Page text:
The Missouri PDMP NOW Coalition applauds Sen. David Sater and Rep. Kevin Engler for introducing legislation to establish a prescription drug monitoring program (PDMP). The coalition also encourages lawmakers to pass these critical bills during the 2013 session.
The Missouri PDMP NOW Coalition is a bipartisan, broad-based coalition comprised of 30 organizations that have come together to support passage of PDMP legislation. Forty-nine other states have passed PDMP legislation. Missouri is the only state in the country that has not passed a PDMP bill.
A PDMP is a secure electronic database that lets doctors and pharmacists track prescription drug data and helps prevent drug abusers and traffickers from accessing prescription medications. PDMP data are treated as private health information and only track certain types of controlled substances dispensed within a state. It can act as an early warning system for prescribers to avoid doctor shopping, prevent dangerous drug interactions and ensure quality patient care.
“We find that many of the youth who have had issues with opioid abuse started with prescription painkillers. It is time for Missouri to take action and address this critical issue facing our families and our communities,” said Dan Duncan, executive director of National Council on Alcoholism and Drug Abuse-St. Louis Chapter, a coalition member. “This legislation protects patient privacy and helps to ensure that only legitimate patients get the prescription drugs they need.”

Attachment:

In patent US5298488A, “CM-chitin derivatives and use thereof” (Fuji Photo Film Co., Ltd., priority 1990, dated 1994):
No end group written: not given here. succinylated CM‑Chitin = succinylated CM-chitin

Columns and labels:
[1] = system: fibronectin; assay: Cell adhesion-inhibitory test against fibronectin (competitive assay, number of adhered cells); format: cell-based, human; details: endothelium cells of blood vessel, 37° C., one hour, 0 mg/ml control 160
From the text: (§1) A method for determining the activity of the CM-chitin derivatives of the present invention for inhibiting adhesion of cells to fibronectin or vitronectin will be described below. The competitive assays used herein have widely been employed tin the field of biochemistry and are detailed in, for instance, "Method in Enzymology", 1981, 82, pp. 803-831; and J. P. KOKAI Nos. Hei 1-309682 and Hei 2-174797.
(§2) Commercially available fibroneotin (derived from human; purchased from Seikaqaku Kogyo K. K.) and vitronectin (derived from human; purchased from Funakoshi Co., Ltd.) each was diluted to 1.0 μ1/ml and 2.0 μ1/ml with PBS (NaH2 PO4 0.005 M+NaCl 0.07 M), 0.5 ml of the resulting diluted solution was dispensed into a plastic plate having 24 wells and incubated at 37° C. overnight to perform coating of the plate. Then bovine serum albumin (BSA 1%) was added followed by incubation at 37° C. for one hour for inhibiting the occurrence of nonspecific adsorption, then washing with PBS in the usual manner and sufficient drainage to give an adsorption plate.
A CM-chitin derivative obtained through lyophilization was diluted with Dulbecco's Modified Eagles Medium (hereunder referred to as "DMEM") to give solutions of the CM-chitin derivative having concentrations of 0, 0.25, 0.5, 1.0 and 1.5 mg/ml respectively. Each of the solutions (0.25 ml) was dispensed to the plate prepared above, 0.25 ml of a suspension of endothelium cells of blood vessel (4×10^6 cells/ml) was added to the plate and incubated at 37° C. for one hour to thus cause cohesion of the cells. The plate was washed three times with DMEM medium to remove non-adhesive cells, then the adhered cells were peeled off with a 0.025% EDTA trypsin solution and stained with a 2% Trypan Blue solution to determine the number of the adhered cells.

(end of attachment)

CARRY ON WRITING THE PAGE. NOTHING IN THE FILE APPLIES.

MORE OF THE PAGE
The coalition strongly supports proposed legislation filed by Sen. Sater and Rep. Engler. These bills address the concerns of healthcare providers, patients, law enforcement, abuse prevention/treatment community, businesses and citizens. With 49 other states having already passed PDMP legislation, Missouri can use the best provisions of other states when implementing its PDMP. Missouri’s PDMP will be designed to ensure confidentiality of information, support best use of clinical practice guidelines and enable real-time reporting of prescription data.
“PDMPs are critical to patient safety,” said Dr. Bob Twillman of the American Academy of Pain Management and a coalition member. “Patients occasionally fail to disclose every medication they are taking, either because they can’t remember or intentionally fail to disclose the information,” said Twillman. “Sometimes, those medications, when combined with new prescriptions, can make a deadly combination. Having a PDMP allows healthcare providers to check for this and avoid unintentionally prescribing problematic combinations of medications.”
“A PDMP helps to reduce abuse and saves lives,” said Kent Oberkrom, president of the Missouri Sheriffs’ Association and a coalition member. “It will help control the growth of prescription drug abuse – a problem that the Missouri law enforcement community deals with daily. A PDMP would also give us a tool to identify pill mills – facilities that illegally prescribe opioid pain medications.”
To learn more about the Missouri Prescription Drug Monitoring Program NOW Coalition and this issue, visit our website at www.MoPDMPNow.org.